Aspirin side effects: The signs in your poo signalling it’s time to ‘call your doctor’

Dr Chris reveals he takes 'low dose aspirin every day'

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This everyday painkiller available in most pharmacies, shops and supermarkets comes in a few different forms. You can either get it as tablets, gel or suppositories, medicine taken through your anus. Side effects can be individual for different people, with some not experiencing any. Here’s one side effect signalling you should “call your doctor”.


The side effect requiring immediate attention is bloody or tarry stools, reports the Mayo Clinic.

If you experience this side effect, the health portal advises speaking to your doctor “immediately”. recommends not only contacting your doctor but also stopping taking the medicine.

Long-term use of some painkillers, such as aspirin, can lead to stomach ulcers, according to the National Institute of Diabetes and Digestive and Kidney Diseases.

These ulcers can cause bleeding, which could turn your stool black and tarry.

This particular side effect can be experienced when you take aspirin orally.

Some other side effects that need immediate medical help are:

  • Ringing in your ears, confusion, hallucinations, rapid breathing, seizure
  • Severe nausea, vomiting, or stomach pain
  • Coughing up blood or vomit, which looks like coffee grounds
  • Fever lasting longer than three days
  • Swelling, or pain lasting longer than 10 days.

Although it’s worth knowing about these side effects as they may affect you, there are more common side effects of this painkiller.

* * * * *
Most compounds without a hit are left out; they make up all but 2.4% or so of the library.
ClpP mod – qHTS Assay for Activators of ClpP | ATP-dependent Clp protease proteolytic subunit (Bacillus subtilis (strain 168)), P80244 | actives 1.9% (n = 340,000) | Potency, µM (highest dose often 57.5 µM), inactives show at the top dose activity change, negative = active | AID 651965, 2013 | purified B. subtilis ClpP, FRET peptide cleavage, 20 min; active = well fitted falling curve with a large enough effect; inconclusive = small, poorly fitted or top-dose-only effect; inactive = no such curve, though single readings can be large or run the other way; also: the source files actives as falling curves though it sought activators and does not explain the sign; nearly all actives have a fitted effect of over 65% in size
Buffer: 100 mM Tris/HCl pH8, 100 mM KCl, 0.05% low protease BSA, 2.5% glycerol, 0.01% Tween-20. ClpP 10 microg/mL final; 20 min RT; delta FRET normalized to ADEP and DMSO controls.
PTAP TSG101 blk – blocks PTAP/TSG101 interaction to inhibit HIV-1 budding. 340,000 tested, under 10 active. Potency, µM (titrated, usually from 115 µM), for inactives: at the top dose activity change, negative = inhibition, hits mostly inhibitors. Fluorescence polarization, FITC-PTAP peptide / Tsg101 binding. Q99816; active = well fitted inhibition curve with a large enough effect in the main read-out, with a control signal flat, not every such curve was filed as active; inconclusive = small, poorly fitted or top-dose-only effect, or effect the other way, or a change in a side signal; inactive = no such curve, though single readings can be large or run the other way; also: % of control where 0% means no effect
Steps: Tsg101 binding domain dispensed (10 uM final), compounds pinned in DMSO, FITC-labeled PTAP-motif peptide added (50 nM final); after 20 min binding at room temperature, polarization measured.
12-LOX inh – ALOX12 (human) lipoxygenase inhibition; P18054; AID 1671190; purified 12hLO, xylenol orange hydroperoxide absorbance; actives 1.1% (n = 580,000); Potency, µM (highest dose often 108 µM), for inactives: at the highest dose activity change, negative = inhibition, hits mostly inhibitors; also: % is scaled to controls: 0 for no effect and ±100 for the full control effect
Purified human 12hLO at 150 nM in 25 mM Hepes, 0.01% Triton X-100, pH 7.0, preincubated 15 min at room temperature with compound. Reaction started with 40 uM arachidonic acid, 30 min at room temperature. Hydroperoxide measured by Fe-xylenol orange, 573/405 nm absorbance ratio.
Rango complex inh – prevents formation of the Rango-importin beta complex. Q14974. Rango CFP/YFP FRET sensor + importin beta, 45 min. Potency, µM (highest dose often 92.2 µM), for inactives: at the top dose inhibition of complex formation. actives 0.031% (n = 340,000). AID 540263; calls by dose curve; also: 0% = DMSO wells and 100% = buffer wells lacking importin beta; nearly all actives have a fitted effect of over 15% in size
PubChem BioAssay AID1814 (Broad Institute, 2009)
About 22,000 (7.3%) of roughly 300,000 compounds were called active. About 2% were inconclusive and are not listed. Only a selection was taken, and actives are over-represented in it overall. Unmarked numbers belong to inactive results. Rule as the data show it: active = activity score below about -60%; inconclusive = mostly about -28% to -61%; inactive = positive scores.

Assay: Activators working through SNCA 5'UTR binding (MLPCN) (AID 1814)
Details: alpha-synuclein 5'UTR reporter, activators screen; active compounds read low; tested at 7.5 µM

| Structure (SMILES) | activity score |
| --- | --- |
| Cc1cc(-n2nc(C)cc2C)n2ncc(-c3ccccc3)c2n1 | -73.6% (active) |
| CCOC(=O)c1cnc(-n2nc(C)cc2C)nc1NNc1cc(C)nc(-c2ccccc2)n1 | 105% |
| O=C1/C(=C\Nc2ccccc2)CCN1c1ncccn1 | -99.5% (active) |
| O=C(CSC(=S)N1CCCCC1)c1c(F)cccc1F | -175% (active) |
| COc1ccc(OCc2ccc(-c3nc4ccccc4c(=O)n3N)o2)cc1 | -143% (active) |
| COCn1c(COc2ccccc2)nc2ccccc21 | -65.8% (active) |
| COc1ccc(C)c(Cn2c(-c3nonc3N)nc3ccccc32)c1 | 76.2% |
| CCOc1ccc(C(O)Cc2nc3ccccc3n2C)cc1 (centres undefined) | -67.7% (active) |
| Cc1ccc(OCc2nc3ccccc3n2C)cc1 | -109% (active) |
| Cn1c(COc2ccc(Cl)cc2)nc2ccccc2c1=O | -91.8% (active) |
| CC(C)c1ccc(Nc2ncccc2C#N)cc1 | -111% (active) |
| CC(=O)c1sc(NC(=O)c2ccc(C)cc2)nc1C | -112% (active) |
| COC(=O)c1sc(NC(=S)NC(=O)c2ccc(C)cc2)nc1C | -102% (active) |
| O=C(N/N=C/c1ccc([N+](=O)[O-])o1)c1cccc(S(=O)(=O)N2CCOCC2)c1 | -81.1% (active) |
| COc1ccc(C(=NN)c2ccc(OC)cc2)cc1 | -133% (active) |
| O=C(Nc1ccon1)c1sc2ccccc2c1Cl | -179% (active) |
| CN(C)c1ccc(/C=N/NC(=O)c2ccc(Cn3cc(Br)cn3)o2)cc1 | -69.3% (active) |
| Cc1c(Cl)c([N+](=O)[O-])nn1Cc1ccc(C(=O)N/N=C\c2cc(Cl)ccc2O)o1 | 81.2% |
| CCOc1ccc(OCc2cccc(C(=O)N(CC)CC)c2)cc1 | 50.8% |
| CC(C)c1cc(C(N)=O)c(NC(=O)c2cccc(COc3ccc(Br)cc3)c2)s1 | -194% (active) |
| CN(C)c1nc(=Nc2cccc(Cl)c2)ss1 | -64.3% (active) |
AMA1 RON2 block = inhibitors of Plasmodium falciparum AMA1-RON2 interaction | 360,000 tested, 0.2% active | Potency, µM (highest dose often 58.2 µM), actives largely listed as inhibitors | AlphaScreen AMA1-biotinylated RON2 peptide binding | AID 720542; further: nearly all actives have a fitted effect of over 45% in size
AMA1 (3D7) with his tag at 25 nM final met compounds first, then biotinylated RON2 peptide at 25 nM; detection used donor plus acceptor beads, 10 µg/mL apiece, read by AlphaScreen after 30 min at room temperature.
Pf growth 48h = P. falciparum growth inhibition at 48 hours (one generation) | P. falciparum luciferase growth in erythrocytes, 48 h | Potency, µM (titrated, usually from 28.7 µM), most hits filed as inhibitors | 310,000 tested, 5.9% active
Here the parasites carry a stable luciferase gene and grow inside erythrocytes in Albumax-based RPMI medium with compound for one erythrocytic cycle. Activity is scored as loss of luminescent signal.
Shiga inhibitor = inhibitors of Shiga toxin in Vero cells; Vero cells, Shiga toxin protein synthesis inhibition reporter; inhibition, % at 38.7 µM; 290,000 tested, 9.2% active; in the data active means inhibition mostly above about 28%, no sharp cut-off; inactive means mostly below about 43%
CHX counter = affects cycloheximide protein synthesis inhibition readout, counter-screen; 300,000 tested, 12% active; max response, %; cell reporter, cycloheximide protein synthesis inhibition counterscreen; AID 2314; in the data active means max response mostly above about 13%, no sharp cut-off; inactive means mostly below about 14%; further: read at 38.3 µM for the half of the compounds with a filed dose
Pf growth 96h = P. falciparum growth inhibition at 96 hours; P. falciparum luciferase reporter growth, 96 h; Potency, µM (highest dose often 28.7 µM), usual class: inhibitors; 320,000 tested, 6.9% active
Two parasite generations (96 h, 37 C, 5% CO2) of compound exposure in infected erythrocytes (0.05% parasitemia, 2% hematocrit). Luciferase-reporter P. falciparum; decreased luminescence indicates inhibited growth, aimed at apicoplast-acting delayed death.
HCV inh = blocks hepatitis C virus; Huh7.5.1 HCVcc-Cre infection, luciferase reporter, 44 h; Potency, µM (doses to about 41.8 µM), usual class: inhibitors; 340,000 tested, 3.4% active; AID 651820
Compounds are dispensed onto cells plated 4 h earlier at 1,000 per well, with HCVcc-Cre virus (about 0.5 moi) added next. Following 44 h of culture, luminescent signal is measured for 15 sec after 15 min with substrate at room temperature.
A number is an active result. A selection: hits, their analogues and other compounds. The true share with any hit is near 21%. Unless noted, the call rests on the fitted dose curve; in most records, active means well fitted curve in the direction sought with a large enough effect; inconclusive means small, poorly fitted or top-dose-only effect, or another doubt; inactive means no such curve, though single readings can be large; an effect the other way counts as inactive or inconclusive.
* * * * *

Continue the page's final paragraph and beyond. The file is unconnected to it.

These include mild indigestion and bleeding more easily than normal, the NHS reports.

Aspirin thins your blood, which can lead to the bleeding problem.

This can be anything from nosebleeds to bleeding cuts taking longer to stop.

Side effects like these affect around one in 100 people, the health service reports.

The NHS also advises speaking to a doctor or pharmacist if these side effects are persistent.

Aspirin can also cause a “serious allergic reaction” in some people, which requires calling 999 or going to A&E.

Some of the tell-tale signs of allergic reaction are rash, wheezing or swelling, tightness in your chest or throat, and struggling to breathe.

These are not all the possible side effects associated with the popular painkiller.

To see the full list of side effects, refer to the patient information leaflet, which came with your medicine.

Aspirin also might not be a safe choice for some people due to other underlying health conditions.

Speak to your doctor or pharmacist about any problems and diseases you have to check whether this medication is okay for you.


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